Women’s rights have received distinctively different treatment from human rights in general. Many international human rights documents have been criticized because of their lack of attention to women’s issues. This, in turn, created blind spots in the international human rights regime. By ignoring these issues, the world was turning a blind-eye to issues that adversely affect half of the world’s population. Furthermore, women’s circumstances in the world are highly interconnected to social, economic and political issues; therefore, without recognizing the special needs of women certain injustices will never be rectified. When one focuses on the interrelatedness of women’s issues with other social issues it becomes obvious that the problem is systemic and special measures are needed to address it. In 1981 the Convention on the Elimination of All Forms of Discrimination against Women was made effective to directly address the plight of women worldwide.
According to indicators of social well-being and status such as political participation, legal capacity, access to economic resources and employment, wage differentials, levels of education and health care, women fare significantly and sometimes dramatically worse than men. The following statistics reveal the magnitude of the problem:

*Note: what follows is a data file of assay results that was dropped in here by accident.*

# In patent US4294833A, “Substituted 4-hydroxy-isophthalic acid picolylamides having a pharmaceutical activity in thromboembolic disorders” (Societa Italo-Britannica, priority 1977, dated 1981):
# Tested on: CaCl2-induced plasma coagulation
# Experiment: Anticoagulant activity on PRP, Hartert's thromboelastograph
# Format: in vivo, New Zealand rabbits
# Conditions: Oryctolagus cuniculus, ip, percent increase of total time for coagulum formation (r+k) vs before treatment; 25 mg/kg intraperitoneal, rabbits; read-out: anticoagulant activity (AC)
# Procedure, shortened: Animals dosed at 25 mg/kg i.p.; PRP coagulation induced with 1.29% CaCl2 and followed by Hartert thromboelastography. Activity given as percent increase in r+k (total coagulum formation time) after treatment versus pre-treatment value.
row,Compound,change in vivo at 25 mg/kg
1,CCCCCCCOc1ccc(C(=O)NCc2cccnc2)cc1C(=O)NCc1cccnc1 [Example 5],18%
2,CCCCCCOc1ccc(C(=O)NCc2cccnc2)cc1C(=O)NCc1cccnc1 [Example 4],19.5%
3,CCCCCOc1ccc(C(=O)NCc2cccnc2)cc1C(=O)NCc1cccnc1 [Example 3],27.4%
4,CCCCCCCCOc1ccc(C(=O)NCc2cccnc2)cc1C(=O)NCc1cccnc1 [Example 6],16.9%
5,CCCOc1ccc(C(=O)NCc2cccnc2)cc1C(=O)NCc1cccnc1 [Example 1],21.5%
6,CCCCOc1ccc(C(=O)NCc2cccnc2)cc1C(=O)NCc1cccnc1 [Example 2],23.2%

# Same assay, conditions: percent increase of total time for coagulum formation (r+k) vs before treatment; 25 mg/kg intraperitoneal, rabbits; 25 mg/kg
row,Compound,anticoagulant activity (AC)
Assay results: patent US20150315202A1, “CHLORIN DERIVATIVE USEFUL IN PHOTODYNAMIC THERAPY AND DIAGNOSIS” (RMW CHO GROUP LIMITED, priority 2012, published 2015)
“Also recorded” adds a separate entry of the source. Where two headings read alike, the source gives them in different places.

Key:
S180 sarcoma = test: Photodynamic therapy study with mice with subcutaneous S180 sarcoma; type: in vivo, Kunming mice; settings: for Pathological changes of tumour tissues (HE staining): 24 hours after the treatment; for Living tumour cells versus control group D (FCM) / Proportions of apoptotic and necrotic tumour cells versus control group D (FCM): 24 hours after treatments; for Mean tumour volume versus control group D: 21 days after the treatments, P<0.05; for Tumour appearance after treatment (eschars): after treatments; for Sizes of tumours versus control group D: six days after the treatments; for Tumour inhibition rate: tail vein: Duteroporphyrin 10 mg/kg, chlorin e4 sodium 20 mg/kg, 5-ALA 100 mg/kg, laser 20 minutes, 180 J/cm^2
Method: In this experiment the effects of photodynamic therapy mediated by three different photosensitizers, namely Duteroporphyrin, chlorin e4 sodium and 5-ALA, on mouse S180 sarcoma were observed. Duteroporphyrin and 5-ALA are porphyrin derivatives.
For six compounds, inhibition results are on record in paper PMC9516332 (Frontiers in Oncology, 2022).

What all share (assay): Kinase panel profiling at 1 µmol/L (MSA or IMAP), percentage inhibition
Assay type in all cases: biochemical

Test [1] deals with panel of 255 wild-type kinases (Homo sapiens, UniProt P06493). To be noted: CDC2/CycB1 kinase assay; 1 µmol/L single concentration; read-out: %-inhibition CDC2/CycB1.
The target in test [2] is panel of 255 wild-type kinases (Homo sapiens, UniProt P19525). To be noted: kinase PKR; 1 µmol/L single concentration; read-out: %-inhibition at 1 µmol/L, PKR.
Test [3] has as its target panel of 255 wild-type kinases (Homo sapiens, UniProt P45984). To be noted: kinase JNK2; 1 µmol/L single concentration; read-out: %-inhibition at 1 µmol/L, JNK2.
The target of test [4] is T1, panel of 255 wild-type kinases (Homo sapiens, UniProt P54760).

Women around the world also are held to separate and arbitrary sexual standards. They face shame, ridicule and sometimes harsh physical punishment if they admit to being raped. In some places such as Brazil, rape is defined as a crime against custom, not against the individual. Female genital mutilation also haunts women in some parts of the Middle East and areas of Africa. Women are also most frequently the victims of physical domestic abuse.
The trouble for women continues with practices such as bride burning,
aborting female fetuses, and female infanticide. Women suffer from what
is widely known as the “feminization of poverty.” It is the
result of disproportionate regard for women. On average women have significantly
less access to food, resources, legal recourse, and political rights.
All these things continue to perpetuate the disenfranchisement of women.
*Steiner, Henry J. & Philip Alston. International Human Rights In Context: Law, Politics and Morals. Oxford Press. 2000.
Copyright © Laura Rowe.